In the May 12, 2015 “G7 Hamburg Initiative for Sustainable Energy Security”, the energy ministers of Canada, France, Germany, Italy, Japan, the United Kingdom and the United States, plus the European Commissioner for Climate Action and Energy, said this:
An increasing number of countries are following the path of a rapid expansion of renewable energy. There (are) a number of challenges as energy systems change and related greenhouse gas emissions are reduced, one of which is how to integrate growing shares of variable renewable energy into electricity systems.
The G7 energy ministers are correct in their assessment. Integrating growing shares of variable renewable energy into electricity systems is indeed a challenge – and so far one without a good solution.
A few quick facts before proceeding. In 2013 renewables supplied the world with 21.7% of its electricity, according to BP. Take out hydro and they supplied the world with only 5.3% of its electricity. Then take out “other” renewables such as biomass and geothermal and the percentage falls to 3.3%.
Why take out hydro and “others”? Because their growth potential is limited by resource availability – too few good hydro sites, too few high-temperature geothermal fields, not enough wood to make biomass pellets etc. – and for these reasons they may never make a significant contribution to future global energy needs. Their growth performance since 1997, the year the Kyoto Protocol set the renewables bandwagon rolling, has certainly been less than impressive, as illustrated in Figure 1. “Others” have gained market share, but at a painfully slow rate, and hydro has actually lost ground:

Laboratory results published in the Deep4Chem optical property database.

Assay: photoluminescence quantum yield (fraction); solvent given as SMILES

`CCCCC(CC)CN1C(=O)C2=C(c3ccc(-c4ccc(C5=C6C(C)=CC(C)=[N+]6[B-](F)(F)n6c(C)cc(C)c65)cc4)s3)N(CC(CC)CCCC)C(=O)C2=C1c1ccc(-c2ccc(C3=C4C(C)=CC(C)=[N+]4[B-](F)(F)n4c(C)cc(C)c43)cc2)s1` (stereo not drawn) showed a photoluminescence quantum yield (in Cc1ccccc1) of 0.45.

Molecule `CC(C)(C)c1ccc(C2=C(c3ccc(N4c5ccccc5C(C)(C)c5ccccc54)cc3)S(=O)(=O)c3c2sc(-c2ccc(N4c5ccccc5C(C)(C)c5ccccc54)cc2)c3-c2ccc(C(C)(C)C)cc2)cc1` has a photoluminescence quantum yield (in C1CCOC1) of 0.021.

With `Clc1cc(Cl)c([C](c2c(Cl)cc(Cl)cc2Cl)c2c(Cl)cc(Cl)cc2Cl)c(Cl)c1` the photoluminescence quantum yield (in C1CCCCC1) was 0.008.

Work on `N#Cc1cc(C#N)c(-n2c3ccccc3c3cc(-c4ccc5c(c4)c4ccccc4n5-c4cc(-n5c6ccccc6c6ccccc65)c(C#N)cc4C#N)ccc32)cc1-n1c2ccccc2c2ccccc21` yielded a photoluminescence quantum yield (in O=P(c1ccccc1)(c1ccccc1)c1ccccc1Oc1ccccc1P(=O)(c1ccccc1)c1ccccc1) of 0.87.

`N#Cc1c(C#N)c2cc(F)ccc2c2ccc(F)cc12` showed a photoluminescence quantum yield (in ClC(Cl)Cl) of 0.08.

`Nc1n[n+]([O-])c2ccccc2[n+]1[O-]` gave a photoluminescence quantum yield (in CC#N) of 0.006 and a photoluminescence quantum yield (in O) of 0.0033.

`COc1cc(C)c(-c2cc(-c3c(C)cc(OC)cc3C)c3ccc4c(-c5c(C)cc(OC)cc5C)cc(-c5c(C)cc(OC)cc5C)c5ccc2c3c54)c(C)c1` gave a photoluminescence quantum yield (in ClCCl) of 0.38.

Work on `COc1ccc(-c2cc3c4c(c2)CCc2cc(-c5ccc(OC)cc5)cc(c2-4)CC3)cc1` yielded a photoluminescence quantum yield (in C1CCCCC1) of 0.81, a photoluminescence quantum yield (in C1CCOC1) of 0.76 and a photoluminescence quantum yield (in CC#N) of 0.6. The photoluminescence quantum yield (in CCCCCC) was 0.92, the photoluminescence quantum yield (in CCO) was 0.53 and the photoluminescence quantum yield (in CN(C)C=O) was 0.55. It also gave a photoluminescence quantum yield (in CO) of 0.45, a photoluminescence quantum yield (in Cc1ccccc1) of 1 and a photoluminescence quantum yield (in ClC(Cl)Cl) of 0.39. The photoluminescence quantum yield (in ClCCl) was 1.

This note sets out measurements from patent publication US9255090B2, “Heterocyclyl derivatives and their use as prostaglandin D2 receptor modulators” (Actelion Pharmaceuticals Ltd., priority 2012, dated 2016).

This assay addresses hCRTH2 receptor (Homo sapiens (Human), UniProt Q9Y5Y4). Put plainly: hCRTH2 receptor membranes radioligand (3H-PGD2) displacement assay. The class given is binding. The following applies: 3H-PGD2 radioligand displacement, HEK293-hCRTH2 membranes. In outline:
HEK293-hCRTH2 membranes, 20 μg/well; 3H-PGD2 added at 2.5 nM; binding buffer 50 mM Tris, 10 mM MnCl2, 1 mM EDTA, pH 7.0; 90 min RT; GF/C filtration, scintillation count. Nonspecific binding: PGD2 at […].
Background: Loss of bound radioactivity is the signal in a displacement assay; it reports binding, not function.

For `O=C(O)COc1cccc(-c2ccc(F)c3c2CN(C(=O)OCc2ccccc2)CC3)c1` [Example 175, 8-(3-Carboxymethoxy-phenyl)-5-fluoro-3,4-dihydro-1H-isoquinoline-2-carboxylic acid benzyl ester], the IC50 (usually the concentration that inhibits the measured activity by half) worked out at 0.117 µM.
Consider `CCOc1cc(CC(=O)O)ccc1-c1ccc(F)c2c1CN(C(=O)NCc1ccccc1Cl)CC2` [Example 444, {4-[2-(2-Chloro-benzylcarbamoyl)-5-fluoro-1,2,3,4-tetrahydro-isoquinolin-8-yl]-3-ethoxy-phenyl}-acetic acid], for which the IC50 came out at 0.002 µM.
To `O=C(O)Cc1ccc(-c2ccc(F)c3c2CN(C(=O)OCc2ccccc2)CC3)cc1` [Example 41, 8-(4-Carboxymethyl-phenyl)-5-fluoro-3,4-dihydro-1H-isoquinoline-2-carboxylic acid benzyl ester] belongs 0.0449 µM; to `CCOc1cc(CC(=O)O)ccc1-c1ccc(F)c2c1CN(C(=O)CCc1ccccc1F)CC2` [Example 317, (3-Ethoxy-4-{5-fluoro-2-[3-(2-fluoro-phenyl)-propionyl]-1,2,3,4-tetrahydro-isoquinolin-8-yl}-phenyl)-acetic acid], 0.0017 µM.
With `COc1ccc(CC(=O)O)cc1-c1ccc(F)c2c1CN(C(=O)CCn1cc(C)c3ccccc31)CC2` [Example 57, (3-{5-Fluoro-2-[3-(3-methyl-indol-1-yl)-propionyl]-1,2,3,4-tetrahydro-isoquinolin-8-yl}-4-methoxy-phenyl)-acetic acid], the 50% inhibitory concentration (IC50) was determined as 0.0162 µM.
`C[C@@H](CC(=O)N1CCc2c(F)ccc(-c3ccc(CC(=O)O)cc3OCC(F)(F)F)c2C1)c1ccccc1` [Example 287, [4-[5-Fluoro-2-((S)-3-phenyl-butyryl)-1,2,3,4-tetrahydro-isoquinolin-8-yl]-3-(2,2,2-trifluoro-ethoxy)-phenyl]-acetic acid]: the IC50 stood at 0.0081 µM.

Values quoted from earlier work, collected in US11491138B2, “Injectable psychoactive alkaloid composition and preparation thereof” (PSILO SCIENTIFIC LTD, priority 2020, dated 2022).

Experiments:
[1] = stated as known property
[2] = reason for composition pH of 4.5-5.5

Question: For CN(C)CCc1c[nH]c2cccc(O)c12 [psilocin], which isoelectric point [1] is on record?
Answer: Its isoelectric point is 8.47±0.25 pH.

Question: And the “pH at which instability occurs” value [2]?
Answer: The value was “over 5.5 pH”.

Figure 1: Percentage of world electricity generation contributed by different renewable sources, 1997-2014 (data from BP)
Not so, however, for wind and solar, which aren’t resource-limited (the amount of solar energy hitting the earth in a year, for example, vastly exceeds annual global energy consumption). They show rapid growth since 1997, although from small beginnings. Clearly they are the energy sources the world must concentrate on developing if it is ever to “go green”.
And why shouldn’t continued rapid growth in wind and solar allow the world to go green? I’ve discussed the reasons piecemeal before. Here I summarize them all in the same post: